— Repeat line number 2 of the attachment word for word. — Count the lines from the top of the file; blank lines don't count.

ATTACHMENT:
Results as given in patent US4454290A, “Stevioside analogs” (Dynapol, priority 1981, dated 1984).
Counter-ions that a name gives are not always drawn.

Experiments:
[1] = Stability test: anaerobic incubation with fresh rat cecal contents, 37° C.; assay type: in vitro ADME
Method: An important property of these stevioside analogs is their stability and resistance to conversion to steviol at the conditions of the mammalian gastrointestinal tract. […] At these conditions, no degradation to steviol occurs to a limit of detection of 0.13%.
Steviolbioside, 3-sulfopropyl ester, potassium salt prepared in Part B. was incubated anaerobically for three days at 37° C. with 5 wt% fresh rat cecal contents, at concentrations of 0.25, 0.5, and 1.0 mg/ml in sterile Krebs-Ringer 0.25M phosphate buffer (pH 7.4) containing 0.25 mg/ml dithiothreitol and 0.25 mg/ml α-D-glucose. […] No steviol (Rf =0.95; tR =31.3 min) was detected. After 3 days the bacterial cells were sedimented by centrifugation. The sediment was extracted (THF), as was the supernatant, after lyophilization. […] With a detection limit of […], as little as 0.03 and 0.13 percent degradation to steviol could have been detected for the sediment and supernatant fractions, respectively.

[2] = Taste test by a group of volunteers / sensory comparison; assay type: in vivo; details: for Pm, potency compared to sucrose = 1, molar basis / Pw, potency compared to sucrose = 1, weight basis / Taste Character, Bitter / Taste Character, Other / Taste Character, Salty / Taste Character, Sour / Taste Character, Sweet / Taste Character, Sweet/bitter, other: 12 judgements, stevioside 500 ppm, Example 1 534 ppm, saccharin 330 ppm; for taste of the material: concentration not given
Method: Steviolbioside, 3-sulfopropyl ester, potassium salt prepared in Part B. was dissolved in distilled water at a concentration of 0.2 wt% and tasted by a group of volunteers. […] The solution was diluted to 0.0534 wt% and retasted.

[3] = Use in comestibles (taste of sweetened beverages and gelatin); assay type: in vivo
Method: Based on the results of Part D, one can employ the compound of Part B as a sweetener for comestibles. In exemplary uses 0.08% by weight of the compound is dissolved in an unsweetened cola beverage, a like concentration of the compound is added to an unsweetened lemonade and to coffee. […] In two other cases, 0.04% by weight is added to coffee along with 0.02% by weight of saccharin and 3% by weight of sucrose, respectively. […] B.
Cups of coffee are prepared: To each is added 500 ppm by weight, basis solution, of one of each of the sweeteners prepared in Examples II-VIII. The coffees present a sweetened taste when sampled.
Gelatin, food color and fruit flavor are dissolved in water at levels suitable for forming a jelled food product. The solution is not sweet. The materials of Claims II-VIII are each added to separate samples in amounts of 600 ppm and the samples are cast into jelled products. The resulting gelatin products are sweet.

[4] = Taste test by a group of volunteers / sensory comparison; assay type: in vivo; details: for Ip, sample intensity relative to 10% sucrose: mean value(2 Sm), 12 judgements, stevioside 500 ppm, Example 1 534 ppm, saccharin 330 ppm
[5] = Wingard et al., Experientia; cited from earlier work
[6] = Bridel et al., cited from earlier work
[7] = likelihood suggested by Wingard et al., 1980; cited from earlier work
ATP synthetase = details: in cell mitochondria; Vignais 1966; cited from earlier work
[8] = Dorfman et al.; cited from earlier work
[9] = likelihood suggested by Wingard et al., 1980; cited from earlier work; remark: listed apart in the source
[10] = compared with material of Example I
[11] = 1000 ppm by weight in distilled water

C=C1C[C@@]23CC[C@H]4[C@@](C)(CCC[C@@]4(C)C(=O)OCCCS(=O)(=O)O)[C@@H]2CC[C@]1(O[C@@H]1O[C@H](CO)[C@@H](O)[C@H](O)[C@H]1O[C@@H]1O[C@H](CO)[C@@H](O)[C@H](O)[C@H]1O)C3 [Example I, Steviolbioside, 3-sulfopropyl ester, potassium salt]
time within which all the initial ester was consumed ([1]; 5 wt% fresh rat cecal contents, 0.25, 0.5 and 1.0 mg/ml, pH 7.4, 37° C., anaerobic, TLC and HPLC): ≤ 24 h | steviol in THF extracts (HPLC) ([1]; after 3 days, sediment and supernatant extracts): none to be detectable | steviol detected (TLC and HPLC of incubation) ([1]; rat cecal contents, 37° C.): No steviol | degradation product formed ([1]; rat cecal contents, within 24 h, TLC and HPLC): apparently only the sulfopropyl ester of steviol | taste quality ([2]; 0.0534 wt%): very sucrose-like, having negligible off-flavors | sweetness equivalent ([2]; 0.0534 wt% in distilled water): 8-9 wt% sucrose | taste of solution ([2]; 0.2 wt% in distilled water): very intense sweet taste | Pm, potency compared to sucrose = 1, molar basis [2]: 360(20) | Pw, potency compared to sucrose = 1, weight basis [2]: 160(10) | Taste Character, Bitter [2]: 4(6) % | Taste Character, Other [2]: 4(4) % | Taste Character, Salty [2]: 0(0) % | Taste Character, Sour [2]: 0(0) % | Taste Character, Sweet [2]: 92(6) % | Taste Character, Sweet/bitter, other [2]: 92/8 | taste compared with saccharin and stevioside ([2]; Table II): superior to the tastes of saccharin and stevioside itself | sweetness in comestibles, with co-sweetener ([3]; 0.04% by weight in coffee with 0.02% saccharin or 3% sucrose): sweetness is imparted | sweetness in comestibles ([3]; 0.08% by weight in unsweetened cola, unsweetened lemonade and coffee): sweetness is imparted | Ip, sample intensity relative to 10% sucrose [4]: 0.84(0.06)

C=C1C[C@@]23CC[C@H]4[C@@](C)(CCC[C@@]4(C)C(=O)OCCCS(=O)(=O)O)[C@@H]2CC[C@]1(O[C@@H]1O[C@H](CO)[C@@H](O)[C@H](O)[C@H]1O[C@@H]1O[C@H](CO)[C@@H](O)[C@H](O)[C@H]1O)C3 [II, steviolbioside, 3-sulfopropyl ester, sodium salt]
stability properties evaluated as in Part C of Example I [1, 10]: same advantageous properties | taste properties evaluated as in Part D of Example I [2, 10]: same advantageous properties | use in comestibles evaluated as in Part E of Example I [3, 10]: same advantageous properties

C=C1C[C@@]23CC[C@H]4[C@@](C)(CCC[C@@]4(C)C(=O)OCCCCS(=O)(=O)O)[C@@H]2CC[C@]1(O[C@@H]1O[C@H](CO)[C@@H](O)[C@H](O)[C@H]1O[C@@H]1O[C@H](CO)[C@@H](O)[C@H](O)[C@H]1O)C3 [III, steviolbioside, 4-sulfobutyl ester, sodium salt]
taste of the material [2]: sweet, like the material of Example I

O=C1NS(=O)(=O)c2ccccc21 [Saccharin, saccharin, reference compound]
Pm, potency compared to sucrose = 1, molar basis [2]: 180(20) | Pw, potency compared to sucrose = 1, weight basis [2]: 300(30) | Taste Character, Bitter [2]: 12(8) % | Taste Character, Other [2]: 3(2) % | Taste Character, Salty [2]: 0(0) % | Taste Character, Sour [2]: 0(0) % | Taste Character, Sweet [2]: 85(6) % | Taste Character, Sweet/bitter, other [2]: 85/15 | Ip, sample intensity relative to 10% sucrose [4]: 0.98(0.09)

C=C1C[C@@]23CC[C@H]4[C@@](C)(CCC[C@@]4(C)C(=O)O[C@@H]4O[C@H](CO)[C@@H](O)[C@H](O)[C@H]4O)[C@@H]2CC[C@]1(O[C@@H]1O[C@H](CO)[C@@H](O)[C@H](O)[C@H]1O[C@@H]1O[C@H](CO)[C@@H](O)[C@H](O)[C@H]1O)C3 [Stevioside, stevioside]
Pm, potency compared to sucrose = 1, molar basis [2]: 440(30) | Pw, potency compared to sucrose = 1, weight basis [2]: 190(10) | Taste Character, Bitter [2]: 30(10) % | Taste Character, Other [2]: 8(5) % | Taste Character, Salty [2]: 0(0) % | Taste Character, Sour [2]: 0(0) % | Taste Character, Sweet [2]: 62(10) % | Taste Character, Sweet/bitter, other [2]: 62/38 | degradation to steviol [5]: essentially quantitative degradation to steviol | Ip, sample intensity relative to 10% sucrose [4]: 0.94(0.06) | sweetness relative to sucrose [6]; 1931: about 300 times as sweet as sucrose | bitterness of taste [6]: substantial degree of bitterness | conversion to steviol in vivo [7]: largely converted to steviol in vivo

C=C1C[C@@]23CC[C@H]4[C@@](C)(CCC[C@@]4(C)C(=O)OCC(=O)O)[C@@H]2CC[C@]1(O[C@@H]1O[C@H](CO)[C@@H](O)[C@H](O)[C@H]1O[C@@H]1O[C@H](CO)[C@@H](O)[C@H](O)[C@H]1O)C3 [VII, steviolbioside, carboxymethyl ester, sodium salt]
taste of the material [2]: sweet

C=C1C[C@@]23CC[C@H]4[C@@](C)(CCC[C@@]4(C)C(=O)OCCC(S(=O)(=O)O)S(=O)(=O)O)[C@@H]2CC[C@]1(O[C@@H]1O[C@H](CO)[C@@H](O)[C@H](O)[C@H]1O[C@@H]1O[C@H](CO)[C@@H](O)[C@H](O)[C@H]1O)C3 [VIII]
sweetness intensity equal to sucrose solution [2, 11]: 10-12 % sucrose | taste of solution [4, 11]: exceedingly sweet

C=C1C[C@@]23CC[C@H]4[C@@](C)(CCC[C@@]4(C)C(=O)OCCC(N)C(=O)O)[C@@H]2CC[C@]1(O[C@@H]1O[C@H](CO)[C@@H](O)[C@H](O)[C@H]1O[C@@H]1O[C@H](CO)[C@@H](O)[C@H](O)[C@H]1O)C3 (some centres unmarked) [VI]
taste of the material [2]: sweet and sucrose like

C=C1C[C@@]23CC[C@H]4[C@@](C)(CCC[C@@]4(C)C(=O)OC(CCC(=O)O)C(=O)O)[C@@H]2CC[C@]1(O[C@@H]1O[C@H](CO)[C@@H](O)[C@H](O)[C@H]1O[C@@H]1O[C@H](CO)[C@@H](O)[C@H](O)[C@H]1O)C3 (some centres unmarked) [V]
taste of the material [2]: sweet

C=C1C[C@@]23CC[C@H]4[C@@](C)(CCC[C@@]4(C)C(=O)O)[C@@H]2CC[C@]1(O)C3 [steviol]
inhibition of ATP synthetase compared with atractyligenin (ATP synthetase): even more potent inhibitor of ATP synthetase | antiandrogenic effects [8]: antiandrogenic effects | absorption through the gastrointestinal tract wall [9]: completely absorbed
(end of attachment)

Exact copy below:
Counter-ions that a name gives are not always drawn.